The PowerMate itself comes in several system models, including the VE, V, P and Pro series. Each system comes standard with 8MB or 16MB of RAM, 16.7 million colors, 32-bit Bus Mastering enhanced IDE, 145 watts of power and a 28.8kpbs modem. The VE series includes a quad-speed CD-ROM while the V, P and Pro feature a six-speed model.

For further details, contact NEC Technologies, 339 N. Bernardo Ave., Mountain View, CA 94043, or call 415/528-6000.

A review of PCs couldn't be complete without a mention of IBM's latest product line. IBM recently revamped its popular Aptiva machine by increasing its Pentium processor speeds to 150MHz and 166MHz. Other new features include a six-speed CD-ROM for smoother animation and video, a four-speed CD-ROM changer that stores up to four CDs at once and allows for continuous, random or shuffle play of audio.

Other basic extras include full-screen MPEG support, 1MB of VRAM (expandable to 2MB), up to 16 million colors, accelerated 64-bit graphics, 16-bit CD-quality sound, SoundBlaster support, two stereo speakers with built-in amplifier, and a 14.4kbps or 28.8kbps modem.

An Aptiva purchase includes lots of software titles. Some of these titles include Windows 95, Microsoft Works 3.0, Quicken for Windows, Wall Street Money, Launch Pad, Journalist for CompuServe, Aptiva Communication Center, Internet Access Kit, and America Online, CompuServe or Prodigy trial subscriptions. Dozens of other educational and multimedia titles come with it as well.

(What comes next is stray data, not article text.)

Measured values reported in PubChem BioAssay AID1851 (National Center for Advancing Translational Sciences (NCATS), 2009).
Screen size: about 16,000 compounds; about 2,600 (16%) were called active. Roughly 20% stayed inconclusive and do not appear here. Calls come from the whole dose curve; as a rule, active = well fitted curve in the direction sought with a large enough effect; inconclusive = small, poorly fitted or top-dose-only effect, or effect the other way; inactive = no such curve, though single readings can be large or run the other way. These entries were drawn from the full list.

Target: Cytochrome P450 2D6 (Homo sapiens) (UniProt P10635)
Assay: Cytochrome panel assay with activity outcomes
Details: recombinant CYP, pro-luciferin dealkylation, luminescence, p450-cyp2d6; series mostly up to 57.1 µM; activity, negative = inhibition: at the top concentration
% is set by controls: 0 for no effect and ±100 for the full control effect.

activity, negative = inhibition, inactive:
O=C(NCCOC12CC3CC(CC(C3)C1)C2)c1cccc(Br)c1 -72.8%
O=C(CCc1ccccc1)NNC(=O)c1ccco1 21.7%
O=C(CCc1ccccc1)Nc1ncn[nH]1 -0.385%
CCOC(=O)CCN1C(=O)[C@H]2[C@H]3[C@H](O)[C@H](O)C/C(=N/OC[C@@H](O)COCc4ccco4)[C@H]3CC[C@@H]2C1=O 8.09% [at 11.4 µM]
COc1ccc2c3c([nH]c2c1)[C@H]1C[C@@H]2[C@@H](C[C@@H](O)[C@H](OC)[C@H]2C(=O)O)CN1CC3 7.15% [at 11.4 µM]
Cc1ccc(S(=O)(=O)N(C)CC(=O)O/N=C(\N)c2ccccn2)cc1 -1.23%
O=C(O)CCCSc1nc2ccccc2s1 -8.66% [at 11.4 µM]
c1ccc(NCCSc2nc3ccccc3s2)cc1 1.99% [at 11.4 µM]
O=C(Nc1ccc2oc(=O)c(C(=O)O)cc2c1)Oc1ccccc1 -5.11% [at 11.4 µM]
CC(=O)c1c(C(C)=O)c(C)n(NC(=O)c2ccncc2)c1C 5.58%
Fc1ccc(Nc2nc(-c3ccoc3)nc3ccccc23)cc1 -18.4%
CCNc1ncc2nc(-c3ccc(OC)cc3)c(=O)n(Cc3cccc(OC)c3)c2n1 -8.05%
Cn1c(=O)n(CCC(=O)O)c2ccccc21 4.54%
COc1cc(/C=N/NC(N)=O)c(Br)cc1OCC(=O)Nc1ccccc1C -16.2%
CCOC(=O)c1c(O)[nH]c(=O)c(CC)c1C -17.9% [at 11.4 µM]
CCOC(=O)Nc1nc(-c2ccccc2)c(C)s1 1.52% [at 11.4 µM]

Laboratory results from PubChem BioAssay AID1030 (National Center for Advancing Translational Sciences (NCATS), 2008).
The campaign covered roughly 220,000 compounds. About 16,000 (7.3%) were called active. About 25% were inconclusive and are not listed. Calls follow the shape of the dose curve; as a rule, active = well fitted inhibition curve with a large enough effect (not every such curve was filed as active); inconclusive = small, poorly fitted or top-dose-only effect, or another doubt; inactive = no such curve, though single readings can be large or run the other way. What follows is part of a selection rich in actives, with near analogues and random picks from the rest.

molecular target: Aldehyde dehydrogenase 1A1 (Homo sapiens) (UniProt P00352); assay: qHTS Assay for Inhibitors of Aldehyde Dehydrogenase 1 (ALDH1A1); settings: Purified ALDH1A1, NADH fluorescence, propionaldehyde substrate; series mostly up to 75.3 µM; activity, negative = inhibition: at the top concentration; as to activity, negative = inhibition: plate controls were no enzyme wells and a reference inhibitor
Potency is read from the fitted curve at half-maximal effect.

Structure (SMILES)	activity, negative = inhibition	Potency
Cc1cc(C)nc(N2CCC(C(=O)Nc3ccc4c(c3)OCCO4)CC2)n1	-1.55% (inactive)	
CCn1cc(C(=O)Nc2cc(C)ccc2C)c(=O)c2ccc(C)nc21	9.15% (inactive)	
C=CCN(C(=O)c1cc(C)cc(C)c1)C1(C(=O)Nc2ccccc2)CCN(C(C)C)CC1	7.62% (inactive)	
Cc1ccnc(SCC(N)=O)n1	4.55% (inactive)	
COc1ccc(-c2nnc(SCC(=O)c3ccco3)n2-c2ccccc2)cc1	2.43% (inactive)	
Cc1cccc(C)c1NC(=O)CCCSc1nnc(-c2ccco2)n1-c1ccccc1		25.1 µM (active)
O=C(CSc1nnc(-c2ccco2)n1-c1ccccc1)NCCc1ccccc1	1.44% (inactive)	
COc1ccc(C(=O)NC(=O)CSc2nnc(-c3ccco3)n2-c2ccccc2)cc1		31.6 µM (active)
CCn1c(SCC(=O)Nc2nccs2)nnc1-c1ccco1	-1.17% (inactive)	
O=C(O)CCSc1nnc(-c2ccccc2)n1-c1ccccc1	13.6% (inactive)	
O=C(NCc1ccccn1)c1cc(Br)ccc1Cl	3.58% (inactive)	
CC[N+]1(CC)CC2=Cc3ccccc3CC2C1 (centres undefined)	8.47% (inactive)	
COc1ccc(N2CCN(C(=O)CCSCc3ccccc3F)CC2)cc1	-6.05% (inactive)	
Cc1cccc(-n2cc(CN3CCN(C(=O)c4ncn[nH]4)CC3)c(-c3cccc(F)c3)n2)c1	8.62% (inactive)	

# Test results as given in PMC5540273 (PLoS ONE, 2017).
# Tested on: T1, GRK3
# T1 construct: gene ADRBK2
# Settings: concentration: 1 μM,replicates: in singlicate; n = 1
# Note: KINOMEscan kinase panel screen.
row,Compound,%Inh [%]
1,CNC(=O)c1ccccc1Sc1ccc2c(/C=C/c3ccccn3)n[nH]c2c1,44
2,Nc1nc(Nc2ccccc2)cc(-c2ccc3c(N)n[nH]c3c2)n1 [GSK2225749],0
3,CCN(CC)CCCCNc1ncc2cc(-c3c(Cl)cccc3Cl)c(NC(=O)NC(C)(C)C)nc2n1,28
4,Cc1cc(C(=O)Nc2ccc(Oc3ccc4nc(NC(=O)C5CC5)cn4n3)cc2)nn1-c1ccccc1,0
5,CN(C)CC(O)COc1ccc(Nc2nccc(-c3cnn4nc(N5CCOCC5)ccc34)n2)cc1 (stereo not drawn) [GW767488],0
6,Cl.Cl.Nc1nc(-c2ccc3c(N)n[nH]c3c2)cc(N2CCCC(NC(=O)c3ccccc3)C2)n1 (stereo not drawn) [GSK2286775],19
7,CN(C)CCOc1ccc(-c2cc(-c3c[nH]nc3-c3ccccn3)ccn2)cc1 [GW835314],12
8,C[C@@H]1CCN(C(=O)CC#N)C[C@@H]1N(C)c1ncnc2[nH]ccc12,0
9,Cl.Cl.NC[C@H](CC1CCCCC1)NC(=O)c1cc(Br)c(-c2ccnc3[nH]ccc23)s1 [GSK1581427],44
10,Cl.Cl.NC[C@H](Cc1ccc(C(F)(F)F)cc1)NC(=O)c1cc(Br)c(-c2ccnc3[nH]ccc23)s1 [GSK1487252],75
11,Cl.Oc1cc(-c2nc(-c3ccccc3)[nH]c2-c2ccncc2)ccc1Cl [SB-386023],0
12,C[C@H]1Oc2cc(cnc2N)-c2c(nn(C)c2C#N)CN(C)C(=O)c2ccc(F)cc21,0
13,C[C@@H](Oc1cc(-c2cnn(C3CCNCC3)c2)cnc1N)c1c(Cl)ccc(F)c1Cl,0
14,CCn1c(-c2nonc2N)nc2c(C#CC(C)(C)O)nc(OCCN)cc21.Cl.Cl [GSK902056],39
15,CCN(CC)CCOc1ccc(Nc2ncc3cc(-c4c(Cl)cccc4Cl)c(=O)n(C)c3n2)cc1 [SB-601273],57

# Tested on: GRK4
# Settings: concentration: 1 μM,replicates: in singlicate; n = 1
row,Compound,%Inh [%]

For further details, contact IBM Personal Computer Co., Rte. 100, Somers, NY 10589, or call 914/766-3457.

Micron has just added to its Millennia TransPort notebook with the addition of a 12.1 inch active-matrix display. The new display will support up to 800x600 resolution and is run by a integrated graphics accelerator with 1MB EDO Memory. With an upgrade price of only $200 over the standard 11.3 inch screen, Micron positions itself as an industry leader again.

The Micron Millennia TransPort still holds all the power and usage of a desktop computer with the modular bays for peripheral and drive replacement. Designed around an Intel 133MHz processor and the Intel PCI mobile 430MX chipset, the TransPort also offers two Type II and one Type III PCMCIA slots and two Infrared Ports (one front, one rear). The TransPort comes standard with a removable CD-ROM and an integrated SoundBlaster 16-sound chip for multimedia applications. With the addition of the MicronDock and MicronExecutive desktop package you have the power of a desktop and the convenience of a notebook.

The Micron Millennia Transport is preloaded with Microsoft Windows 95 and Microsoft Office 95. It also comes with a Samsonite custom nylon carrying case, and is covered by the MicronPower five-year/three-year limited warranty.

For further details on the Micron Millennia TransPort or any of Micron's other products, contact Micron at 800/588-4803, x 5348.